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Interprovincial trade barriers: The same thing as customs tariffs

Montreal, September 15, 2017 – Studies have already established that interprovincial trade barriers considerably reduce economic activity in Canada, causing tens of billions of dollars of losses a year. A study published yesterday by Statistics Canada sheds new light on this question by putting a number to the effect of provincial borders (including regulatory barriers, but also other factors that can have an influence) on trade, as if they were customs tariffs.

According to the agency, from 2004 to 2012, the level of trade observed between the provinces corresponds to the level that would be expected if a 6.9% tariff were imposed on interprovincial trade.

“These obstacles to trade represent the equivalent of a tax for the Canadian economy. In addition to raising the prices of certain goods, like dairy products, alcohol, and many other goods and services, these barriers slow down the growth of wages and the economic integration of the provinces,” says Mathieu Bédard, economist at the MEI.

The borders between Canadian provinces are much less porous than those that exist between American states, since the tariff equivalent that is observed here is nonexistent over there.

The Statistics Canada study is particularly timely given that the Supreme Court of Canada is getting ready to hear the Comeau case, in December of this year. Gérard Comeau, a New Brunswick resident, is contesting the fine he received for bringing back too many bottles of beer and alcohol from Quebec. The Supreme Court will have to determine if the New Brunswick law that imposes these limits respects Section 121 of the Constitution, which states that all products of a province must be “admitted free into each of the other provinces.”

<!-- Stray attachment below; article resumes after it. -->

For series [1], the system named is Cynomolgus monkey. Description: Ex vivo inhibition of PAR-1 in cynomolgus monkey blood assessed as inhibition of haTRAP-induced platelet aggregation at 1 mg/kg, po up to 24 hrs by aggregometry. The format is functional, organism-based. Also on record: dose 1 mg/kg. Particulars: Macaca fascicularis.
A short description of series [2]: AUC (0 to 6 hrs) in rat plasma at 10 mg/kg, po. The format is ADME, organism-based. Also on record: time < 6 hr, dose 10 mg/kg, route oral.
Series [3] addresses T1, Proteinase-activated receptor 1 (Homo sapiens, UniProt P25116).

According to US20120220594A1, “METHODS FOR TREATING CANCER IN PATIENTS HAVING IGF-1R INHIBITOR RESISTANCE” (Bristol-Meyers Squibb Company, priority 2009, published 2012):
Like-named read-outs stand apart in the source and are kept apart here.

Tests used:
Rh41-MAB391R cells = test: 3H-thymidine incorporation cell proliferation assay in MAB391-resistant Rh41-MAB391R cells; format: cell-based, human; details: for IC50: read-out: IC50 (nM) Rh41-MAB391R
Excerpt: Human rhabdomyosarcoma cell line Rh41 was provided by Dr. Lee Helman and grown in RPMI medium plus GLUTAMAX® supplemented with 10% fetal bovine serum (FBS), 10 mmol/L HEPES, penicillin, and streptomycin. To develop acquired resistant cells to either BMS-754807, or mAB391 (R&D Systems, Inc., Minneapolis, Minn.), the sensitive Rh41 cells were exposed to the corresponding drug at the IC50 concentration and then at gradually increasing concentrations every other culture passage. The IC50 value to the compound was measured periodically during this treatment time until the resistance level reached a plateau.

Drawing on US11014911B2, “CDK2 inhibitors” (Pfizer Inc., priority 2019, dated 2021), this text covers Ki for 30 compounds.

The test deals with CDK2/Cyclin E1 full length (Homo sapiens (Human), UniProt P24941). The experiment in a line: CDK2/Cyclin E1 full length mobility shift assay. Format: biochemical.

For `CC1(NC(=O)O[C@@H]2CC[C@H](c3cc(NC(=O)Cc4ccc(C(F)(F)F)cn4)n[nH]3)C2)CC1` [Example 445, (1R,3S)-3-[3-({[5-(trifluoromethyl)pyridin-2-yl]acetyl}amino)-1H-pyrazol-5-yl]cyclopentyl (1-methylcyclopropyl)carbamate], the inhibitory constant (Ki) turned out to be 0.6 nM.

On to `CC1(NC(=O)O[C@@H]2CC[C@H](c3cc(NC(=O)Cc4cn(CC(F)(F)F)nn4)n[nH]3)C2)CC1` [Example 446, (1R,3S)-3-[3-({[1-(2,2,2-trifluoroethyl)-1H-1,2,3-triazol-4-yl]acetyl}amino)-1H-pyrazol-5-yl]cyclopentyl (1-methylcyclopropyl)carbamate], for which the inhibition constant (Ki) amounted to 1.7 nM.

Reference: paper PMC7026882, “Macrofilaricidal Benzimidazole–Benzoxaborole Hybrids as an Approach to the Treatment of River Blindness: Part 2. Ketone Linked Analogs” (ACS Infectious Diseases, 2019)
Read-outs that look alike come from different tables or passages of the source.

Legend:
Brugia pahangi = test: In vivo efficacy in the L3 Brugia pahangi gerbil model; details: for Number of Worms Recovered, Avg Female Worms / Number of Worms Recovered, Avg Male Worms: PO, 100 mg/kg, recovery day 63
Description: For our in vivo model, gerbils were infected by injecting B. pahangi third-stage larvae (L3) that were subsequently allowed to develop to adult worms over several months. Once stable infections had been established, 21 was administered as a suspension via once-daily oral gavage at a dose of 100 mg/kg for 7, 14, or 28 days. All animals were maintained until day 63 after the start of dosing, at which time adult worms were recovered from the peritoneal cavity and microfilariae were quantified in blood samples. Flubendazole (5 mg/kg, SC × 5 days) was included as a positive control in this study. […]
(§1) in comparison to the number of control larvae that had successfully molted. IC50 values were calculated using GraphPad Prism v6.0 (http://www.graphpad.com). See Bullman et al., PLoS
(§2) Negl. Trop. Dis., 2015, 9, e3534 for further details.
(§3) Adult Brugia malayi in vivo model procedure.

The legal debate concerns the scope of section 121. The famous 1921 Gold Seal decision interpreted it as prohibiting only the imposition of customs tariffs. A wider interpretation would call into question other kinds of interprovincial barriers.

“What this study shows today is that from the perspective of economic logic, there is no real difference between a tariff and a regulatory or other barrier,” explains Mathieu Bédard.

The artificial obstacles that exist between the provinces are a drag on business investment, and cost the Canadian economy over $50 billion each year. A recent study published in the Canadian Journal of Economics estimated the potential productivity gains at $100 billion, or the equivalent of $2,700 per Canadian.

“These barriers should simply be eliminated, either through political action or following a decision by the Supreme Court. After 150 years, it’s high time to remove the obstacles that keep Canadians from trading with one another,” concludes Michel Kelly-Gagnon, President and CEO of the MEI.

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The Montreal Economic Institute is an independent, non-partisan, not-for-profit research and educational organization. Through its studies and its conferences, the MEI stimulates debate on public policies in Quebec and across Canada by proposing wealth-creating reforms based on market mechanisms.

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Interview requests: Pascale Déry, Vice President, Communications and Development, MEI / Tel.: 514-273-0969 ext. 2233 / Cell.: 514-502-6757 / Email: pdery@iedm.org


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